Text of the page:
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In what he says is the most important piece of environmental writing in his long and award-winning career, Mark Kurlansky, best-selling author of Salt and Cod, The Big Oyster, 1968, and Milk, among many others, employs his signature multi-century storytelling and compelling attention to detail to chronicle the harrowing yet awe-inspiring life cycle of salmon.
During his research Kurlansky traveled widely and observed salmon and those who both pursue and protect them in the Pacific and the Atlantic, in Ireland, Norway, Iceland, Japan, and even the robust but not as frequently visited Kamchatka Peninsula. This world tour reveals an eras-long history of man's misdirected attempts to manipulate salmon and its environments for his own benefit and gain, whether for entertainment or to harvest food.
In addition, Kurlansky's research shows that all over the world these fish, uniquely connected to both marine and terrestrial ecology as well as fresh and salt water, are a natural barometer for the health of the planet. He documents that for centuries man's greatest assaults on nature, from overfishing to dams, from hatcheries to fish farms, from industrial pollution to the ravages of climate change, are evidenced in the sensitive life cycle of salmon.
With stunning historical and contemporary photographs and illustrations throughout, Kurlansky's insightful conclusion is that the only way to save salmon is to save the planet and, at the same time, the only way to save the planet is to save the mighty, heroic salmon.
Mark Kurlansky is the New York Times bestselling author of Havana, Cod, Salt, Paper, The Basque History of the World, 1968, and The Big Oyster, among other titles. He has received the Dayton Literary Peace Prize, Bon Appetit's Food Writer of the Year Award, the James Beard Award, and the Glenfiddich Award. His articles have appeared in a wide variety of newspapers and magazines, including The International Herald Tribune, The Philadelphia Inquirer, The Miami Herald, The Chicago Tribune, The Los Angeles Times, Time Magazine, Partisan Review, Harper’s, The New York Times Sunday Magazine, Audubon Magazine, Food & Wine, Gourmet, Bon Apetit, and Parade. He lives in New York City
"It is a beautiful book, spangled throughout with stunning color photographs of a lovely fish, of pristine streams and landscapes. It's a coffee-table book shrunk to shelf-size, but the images are pertinent and illuminating, and there is nothing throwaway about the text that surrounds them or about the recipes for salmon dishes from all over the world and past centuries."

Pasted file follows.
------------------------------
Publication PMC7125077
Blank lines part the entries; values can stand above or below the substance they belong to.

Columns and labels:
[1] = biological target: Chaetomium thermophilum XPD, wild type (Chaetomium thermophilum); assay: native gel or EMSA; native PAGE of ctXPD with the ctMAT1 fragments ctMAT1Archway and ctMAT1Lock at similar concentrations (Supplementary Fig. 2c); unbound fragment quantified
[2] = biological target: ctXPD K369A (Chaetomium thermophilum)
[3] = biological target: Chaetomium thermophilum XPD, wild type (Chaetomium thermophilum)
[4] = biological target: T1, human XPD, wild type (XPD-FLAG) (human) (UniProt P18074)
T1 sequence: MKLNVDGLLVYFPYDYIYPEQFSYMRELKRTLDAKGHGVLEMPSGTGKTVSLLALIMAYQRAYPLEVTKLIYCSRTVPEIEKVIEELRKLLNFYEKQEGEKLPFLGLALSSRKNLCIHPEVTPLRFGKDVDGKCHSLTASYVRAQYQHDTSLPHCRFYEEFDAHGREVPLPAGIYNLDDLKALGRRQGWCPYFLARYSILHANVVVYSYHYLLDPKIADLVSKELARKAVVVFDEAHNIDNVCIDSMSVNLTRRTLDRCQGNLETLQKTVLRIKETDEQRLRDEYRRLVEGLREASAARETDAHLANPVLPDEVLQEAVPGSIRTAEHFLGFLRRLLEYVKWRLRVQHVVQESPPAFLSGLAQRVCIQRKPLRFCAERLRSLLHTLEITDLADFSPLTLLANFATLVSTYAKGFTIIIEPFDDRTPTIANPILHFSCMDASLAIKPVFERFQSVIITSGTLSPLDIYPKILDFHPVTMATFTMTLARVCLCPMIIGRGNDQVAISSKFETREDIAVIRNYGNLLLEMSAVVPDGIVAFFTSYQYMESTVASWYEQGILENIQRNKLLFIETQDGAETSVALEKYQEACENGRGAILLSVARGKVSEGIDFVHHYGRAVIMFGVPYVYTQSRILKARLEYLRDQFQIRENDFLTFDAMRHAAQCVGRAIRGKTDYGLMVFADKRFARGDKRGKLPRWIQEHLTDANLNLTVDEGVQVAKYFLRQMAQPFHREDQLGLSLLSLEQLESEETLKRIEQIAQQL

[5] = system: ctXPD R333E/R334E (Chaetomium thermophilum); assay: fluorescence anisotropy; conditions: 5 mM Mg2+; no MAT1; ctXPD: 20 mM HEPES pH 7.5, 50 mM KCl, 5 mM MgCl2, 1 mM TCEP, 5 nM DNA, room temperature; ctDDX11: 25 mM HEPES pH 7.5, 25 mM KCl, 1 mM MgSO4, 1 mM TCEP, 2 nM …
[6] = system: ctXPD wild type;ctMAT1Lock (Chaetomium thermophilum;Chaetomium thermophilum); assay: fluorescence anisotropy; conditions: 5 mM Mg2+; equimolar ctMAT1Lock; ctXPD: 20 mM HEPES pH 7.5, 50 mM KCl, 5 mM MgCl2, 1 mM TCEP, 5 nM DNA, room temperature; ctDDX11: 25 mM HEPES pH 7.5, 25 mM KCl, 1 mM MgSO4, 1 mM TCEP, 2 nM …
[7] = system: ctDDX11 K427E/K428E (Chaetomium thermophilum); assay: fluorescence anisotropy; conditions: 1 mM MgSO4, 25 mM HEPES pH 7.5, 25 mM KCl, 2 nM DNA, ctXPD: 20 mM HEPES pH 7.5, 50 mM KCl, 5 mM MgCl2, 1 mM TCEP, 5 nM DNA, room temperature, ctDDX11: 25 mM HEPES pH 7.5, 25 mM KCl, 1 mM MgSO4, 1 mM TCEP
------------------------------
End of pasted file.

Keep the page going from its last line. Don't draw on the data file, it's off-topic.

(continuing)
– Wall Street Journal
"What Kurlansky did for Cod, he now does for Salmon – a book not just for fishermen, but for everyone who cares about our world. A blistering account of "civilised " man's blind obsession with bending Nature and its resources to his will."
– Geoffrey Palmer OBE
"Mark Kurlansky's book is an epic, environmental tragedy, with the salmon at its centre as the abused hero [...] one of the great strengths of Kurlanksy's book is the way he links the fish's plight to so many major environmental concerns [...] Kurlanksy is at his best when illuminating the lives of people who have been disregarded in the name of progress."
"More than an environmental book about overfishing, the text includes a comprehensive natural and cultural history about how the salmon impacts the world [...] A fascinating mosaic of history and science [...] The real beauty of the book is in its subtle transformation of a species often thought of in terms of food into one that needs to be considered with care and even championed."
– Foreword Reviews
"[A] handsomely illustrated work of natural history and environmental advocacy [...] In championing a critically important part of the natural world, Kurlansky sounds an urgent alarm that commands our attention."
"If there was ever a totem species for the planet, it's the noble salmon – back and forth between ocean and stream, between salt and fresh water, these creatures have nurtured our imagination as surely as our bodies. This book does them justice!"
– Bill McKibben